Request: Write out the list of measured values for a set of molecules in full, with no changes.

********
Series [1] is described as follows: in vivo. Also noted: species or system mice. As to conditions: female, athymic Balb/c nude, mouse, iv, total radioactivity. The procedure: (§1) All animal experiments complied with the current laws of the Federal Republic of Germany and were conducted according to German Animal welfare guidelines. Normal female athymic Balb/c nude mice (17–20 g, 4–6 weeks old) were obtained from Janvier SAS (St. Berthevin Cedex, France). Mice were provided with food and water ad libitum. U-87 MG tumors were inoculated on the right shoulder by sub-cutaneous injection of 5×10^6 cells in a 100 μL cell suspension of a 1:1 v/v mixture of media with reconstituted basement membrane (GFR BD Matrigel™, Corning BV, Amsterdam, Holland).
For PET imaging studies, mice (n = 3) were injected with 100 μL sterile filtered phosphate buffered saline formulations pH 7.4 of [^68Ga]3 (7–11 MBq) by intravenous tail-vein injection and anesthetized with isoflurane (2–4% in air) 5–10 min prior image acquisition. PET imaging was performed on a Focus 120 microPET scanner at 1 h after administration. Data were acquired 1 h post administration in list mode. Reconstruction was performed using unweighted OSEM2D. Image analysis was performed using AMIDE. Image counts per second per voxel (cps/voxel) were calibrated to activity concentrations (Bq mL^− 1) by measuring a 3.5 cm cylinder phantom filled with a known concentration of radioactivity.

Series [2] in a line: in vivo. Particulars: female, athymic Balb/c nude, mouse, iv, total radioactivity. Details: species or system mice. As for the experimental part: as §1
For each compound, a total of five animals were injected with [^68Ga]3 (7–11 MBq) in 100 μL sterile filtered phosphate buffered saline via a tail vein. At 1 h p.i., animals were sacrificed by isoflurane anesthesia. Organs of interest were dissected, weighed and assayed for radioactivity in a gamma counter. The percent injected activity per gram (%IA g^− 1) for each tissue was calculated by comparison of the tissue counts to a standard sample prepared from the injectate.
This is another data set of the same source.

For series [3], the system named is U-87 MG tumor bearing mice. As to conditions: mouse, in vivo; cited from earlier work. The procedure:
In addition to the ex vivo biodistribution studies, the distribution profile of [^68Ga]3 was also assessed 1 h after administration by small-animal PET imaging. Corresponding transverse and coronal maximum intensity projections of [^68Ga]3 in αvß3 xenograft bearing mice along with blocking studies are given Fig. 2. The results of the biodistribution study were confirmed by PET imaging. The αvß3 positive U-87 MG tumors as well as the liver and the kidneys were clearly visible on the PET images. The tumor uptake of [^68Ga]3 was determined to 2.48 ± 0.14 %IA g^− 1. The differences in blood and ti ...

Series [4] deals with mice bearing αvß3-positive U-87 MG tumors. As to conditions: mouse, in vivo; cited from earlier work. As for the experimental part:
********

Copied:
Series [1] is described as follows: in vivo. Also noted: species or system mice. As to conditions: female, athymic Balb/c nude, mouse, iv, total radioactivity. The procedure: (§1) All animal experiments complied with the current laws of the Federal Republic of Germany and were conducted according to German Animal welfare guidelines. Normal female athymic Balb/c nude mice (17–20 g, 4–6 weeks old) were obtained from Janvier SAS (St. Berthevin Cedex, France). Mice were provided with food and water ad libitum. U-87 MG tumors were inoculated on the right shoulder by sub-cutaneous injection of 5×10^6 cells in a 100 μL cell suspension of a 1:1 v/v mixture of media with reconstituted basement membrane (GFR BD Matrigel™, Corning BV, Amsterdam, Holland).
For PET imaging studies, mice (n = 3) were injected with 100 μL sterile filtered phosphate buffered saline formulations pH 7.4 of [^68Ga]3 (7–11 MBq) by intravenous tail-vein injection and anesthetized with isoflurane (2–4% in air) 5–10 min prior image acquisition. PET imaging was performed on a Focus 120 microPET scanner at 1 h after administration. Data were acquired 1 h post administration in list mode. Reconstruction was performed using unweighted OSEM2D. Image analysis was performed using AMIDE. Image counts per second per voxel (cps/voxel) were calibrated to activity concentrations (Bq mL^− 1) by measuring a 3.5 cm cylinder phantom filled with a known concentration of radioactivity.

Series [2] in a line: in vivo. Particulars: female, athymic Balb/c nude, mouse, iv, total radioactivity. Details: species or system mice. As for the experimental part: as §1
For each compound, a total of five animals were injected with [^68Ga]3 (7–11 MBq) in 100 μL sterile filtered phosphate buffered saline via a tail vein. At 1 h p.i., animals were sacrificed by isoflurane anesthesia. Organs of interest were dissected, weighed and assayed for radioactivity in a gamma counter. The percent injected activity per gram (%IA g^− 1) for each tissue was calculated by comparison of the tissue counts to a standard sample prepared from the injectate.
This is another data set of the same source.

For series [3], the system named is U-87 MG tumor bearing mice. As to conditions: mouse, in vivo; cited from earlier work. The procedure:
In addition to the ex vivo biodistribution studies, the distribution profile of [^68Ga]3 was also assessed 1 h after administration by small-animal PET imaging. Corresponding transverse and coronal maximum intensity projections of [^68Ga]3 in αvß3 xenograft bearing mice along with blocking studies are given Fig. 2. The results of the biodistribution study were confirmed by PET imaging. The αvß3 positive U-87 MG tumors as well as the liver and the kidneys were clearly visible on the PET images. The tumor uptake of [^68Ga]3 was determined to 2.48 ± 0.14 %IA g^− 1. The differences in blood and ti ...

Series [4] deals with mice bearing αvß3-positive U-87 MG tumors. As to conditions: mouse, in vivo; cited from earlier work. As for the experimental part: